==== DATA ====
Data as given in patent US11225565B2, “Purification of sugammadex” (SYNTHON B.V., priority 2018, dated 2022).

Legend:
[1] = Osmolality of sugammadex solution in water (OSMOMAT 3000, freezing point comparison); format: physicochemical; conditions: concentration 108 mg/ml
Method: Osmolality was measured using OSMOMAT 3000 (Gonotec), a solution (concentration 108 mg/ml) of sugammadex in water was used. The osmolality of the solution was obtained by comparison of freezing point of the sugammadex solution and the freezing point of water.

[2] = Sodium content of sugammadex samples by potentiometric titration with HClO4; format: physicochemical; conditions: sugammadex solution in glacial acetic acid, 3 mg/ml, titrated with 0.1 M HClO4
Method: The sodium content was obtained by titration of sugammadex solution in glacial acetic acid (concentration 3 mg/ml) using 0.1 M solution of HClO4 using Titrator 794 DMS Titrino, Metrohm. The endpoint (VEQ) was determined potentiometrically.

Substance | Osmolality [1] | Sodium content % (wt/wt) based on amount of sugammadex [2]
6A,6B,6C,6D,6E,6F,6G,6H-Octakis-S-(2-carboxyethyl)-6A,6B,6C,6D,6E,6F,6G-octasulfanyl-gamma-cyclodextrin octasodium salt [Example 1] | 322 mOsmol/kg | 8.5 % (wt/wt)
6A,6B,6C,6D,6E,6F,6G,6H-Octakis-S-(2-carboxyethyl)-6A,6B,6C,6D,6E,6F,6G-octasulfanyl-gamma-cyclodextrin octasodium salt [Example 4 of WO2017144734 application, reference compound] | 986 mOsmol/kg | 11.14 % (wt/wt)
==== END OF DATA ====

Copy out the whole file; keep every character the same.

Data as given in patent US11225565B2, “Purification of sugammadex” (SYNTHON B.V., priority 2018, dated 2022).

Legend:
[1] = Osmolality of sugammadex solution in water (OSMOMAT 3000, freezing point comparison); format: physicochemical; conditions: concentration 108 mg/ml
Method: Osmolality was measured using OSMOMAT 3000 (Gonotec), a solution (concentration 108 mg/ml) of sugammadex in water was used. The osmolality of the solution was obtained by comparison of freezing point of the sugammadex solution and the freezing point of water.

[2] = Sodium content of sugammadex samples by potentiometric titration with HClO4; format: physicochemical; conditions: sugammadex solution in glacial acetic acid, 3 mg/ml, titrated with 0.1 M HClO4
Method: The sodium content was obtained by titration of sugammadex solution in glacial acetic acid (concentration 3 mg/ml) using 0.1 M solution of HClO4 using Titrator 794 DMS Titrino, Metrohm. The endpoint (VEQ) was determined potentiometrically.

Substance | Osmolality [1] | Sodium content % (wt/wt) based on amount of sugammadex [2]
6A,6B,6C,6D,6E,6F,6G,6H-Octakis-S-(2-carboxyethyl)-6A,6B,6C,6D,6E,6F,6G-octasulfanyl-gamma-cyclodextrin octasodium salt [Example 1] | 322 mOsmol/kg | 8.5 % (wt/wt)
6A,6B,6C,6D,6E,6F,6G,6H-Octakis-S-(2-carboxyethyl)-6A,6B,6C,6D,6E,6F,6G-octasulfanyl-gamma-cyclodextrin octasodium salt [Example 4 of WO2017144734 application, reference compound] | 986 mOsmol/kg | 11.14 % (wt/wt)